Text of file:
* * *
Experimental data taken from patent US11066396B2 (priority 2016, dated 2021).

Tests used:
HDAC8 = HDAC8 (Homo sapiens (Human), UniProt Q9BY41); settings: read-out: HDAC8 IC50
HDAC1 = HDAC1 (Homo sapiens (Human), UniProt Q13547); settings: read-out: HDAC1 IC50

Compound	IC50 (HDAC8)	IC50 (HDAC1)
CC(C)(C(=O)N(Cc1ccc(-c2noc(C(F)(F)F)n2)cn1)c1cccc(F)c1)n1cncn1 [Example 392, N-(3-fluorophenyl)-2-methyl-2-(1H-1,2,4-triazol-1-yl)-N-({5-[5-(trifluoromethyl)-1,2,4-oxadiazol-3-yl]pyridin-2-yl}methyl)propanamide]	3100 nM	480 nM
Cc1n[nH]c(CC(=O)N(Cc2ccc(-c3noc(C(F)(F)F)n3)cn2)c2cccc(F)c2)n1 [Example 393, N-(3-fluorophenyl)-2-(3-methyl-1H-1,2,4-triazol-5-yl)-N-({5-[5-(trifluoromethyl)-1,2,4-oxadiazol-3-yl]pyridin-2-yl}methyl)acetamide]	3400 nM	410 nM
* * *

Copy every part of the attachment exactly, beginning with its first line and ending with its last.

Experimental data taken from patent US11066396B2 (priority 2016, dated 2021).

Tests used:
HDAC8 = HDAC8 (Homo sapiens (Human), UniProt Q9BY41); settings: read-out: HDAC8 IC50
HDAC1 = HDAC1 (Homo sapiens (Human), UniProt Q13547); settings: read-out: HDAC1 IC50

Compound	IC50 (HDAC8)	IC50 (HDAC1)
CC(C)(C(=O)N(Cc1ccc(-c2noc(C(F)(F)F)n2)cn1)c1cccc(F)c1)n1cncn1 [Example 392, N-(3-fluorophenyl)-2-methyl-2-(1H-1,2,4-triazol-1-yl)-N-({5-[5-(trifluoromethyl)-1,2,4-oxadiazol-3-yl]pyridin-2-yl}methyl)propanamide]	3100 nM	480 nM
Cc1n[nH]c(CC(=O)N(Cc2ccc(-c3noc(C(F)(F)F)n3)cn2)c2cccc(F)c2)n1 [Example 393, N-(3-fluorophenyl)-2-(3-methyl-1H-1,2,4-triazol-5-yl)-N-({5-[5-(trifluoromethyl)-1,2,4-oxadiazol-3-yl]pyridin-2-yl}methyl)acetamide]	3400 nM	410 nM